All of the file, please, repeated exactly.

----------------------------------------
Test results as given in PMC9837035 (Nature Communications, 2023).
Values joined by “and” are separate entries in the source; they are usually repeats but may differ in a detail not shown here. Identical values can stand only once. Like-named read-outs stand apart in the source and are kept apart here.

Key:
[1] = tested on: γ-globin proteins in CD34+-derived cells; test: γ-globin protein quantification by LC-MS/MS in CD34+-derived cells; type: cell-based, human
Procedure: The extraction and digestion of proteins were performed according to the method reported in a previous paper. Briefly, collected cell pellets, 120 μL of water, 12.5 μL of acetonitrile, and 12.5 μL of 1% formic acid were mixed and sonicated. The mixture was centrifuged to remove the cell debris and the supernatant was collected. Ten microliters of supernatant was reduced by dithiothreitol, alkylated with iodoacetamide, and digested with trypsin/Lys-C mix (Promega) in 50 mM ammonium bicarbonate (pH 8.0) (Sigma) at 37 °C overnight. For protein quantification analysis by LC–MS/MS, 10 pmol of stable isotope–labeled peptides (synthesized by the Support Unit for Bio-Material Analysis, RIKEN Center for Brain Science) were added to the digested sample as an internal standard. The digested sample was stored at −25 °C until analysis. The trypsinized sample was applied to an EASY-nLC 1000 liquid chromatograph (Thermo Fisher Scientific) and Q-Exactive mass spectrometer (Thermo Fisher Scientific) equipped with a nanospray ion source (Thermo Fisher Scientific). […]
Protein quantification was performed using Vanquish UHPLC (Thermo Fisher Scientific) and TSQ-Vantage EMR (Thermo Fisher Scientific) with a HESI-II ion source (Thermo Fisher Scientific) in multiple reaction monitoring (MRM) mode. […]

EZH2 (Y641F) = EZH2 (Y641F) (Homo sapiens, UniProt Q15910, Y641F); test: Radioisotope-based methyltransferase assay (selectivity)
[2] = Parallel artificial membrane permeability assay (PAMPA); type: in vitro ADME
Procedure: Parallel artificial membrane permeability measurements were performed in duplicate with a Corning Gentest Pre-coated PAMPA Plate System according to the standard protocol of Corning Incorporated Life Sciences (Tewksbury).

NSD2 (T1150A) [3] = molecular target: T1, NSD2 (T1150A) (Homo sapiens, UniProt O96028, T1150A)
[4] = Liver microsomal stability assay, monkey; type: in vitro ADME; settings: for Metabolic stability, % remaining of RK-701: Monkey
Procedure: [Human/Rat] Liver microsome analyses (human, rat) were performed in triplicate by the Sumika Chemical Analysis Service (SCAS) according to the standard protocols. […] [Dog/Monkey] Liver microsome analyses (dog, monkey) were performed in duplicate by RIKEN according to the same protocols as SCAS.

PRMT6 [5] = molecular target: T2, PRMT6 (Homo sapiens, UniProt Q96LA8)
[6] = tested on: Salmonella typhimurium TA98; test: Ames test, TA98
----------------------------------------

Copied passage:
Test results as given in PMC9837035 (Nature Communications, 2023).
Values joined by “and” are separate entries in the source; they are usually repeats but may differ in a detail not shown here. Identical values can stand only once. Like-named read-outs stand apart in the source and are kept apart here.

Key:
[1] = tested on: γ-globin proteins in CD34+-derived cells; test: γ-globin protein quantification by LC-MS/MS in CD34+-derived cells; type: cell-based, human
Procedure: The extraction and digestion of proteins were performed according to the method reported in a previous paper. Briefly, collected cell pellets, 120 μL of water, 12.5 μL of acetonitrile, and 12.5 μL of 1% formic acid were mixed and sonicated. The mixture was centrifuged to remove the cell debris and the supernatant was collected. Ten microliters of supernatant was reduced by dithiothreitol, alkylated with iodoacetamide, and digested with trypsin/Lys-C mix (Promega) in 50 mM ammonium bicarbonate (pH 8.0) (Sigma) at 37 °C overnight. For protein quantification analysis by LC–MS/MS, 10 pmol of stable isotope–labeled peptides (synthesized by the Support Unit for Bio-Material Analysis, RIKEN Center for Brain Science) were added to the digested sample as an internal standard. The digested sample was stored at −25 °C until analysis. The trypsinized sample was applied to an EASY-nLC 1000 liquid chromatograph (Thermo Fisher Scientific) and Q-Exactive mass spectrometer (Thermo Fisher Scientific) equipped with a nanospray ion source (Thermo Fisher Scientific). […]
Protein quantification was performed using Vanquish UHPLC (Thermo Fisher Scientific) and TSQ-Vantage EMR (Thermo Fisher Scientific) with a HESI-II ion source (Thermo Fisher Scientific) in multiple reaction monitoring (MRM) mode. […]

EZH2 (Y641F) = EZH2 (Y641F) (Homo sapiens, UniProt Q15910, Y641F); test: Radioisotope-based methyltransferase assay (selectivity)
[2] = Parallel artificial membrane permeability assay (PAMPA); type: in vitro ADME
Procedure: Parallel artificial membrane permeability measurements were performed in duplicate with a Corning Gentest Pre-coated PAMPA Plate System according to the standard protocol of Corning Incorporated Life Sciences (Tewksbury).

NSD2 (T1150A) [3] = molecular target: T1, NSD2 (T1150A) (Homo sapiens, UniProt O96028, T1150A)
[4] = Liver microsomal stability assay, monkey; type: in vitro ADME; settings: for Metabolic stability, % remaining of RK-701: Monkey
Procedure: [Human/Rat] Liver microsome analyses (human, rat) were performed in triplicate by the Sumika Chemical Analysis Service (SCAS) according to the standard protocols. […] [Dog/Monkey] Liver microsome analyses (dog, monkey) were performed in duplicate by RIKEN according to the same protocols as SCAS.

PRMT6 [5] = molecular target: T2, PRMT6 (Homo sapiens, UniProt Q96LA8)
[6] = tested on: Salmonella typhimurium TA98; test: Ames test, TA98